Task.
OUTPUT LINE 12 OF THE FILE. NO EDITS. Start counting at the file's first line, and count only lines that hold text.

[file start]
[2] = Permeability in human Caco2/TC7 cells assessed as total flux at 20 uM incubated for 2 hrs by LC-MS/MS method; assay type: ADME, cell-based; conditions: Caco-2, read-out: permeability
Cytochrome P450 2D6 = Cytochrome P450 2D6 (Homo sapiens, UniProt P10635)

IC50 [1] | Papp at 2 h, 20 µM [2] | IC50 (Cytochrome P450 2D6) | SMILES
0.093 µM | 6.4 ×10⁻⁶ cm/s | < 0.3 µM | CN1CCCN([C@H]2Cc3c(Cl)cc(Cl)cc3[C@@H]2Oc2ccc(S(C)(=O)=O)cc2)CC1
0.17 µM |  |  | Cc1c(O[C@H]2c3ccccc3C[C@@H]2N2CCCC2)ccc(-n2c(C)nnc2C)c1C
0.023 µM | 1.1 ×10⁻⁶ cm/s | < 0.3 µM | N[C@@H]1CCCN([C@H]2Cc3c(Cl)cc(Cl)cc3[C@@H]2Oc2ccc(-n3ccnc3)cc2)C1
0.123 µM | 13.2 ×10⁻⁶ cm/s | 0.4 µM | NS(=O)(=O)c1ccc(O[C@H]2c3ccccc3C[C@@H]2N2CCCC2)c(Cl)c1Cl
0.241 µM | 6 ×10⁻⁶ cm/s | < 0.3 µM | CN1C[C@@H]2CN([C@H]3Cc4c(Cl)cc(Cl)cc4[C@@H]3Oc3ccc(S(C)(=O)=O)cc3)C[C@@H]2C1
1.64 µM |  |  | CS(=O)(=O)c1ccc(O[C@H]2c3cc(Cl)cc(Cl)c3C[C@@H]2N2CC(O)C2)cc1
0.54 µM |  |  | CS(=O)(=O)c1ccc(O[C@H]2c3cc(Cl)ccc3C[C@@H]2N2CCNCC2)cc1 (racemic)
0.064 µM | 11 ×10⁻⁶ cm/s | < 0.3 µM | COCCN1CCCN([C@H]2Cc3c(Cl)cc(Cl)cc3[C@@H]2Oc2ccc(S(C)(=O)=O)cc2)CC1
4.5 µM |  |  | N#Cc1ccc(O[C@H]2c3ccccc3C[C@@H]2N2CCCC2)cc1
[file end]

4.5 µM |  |  | N#Cc1ccc(O[C@H]2c3ccccc3C[C@@H]2N2CCCC2)cc1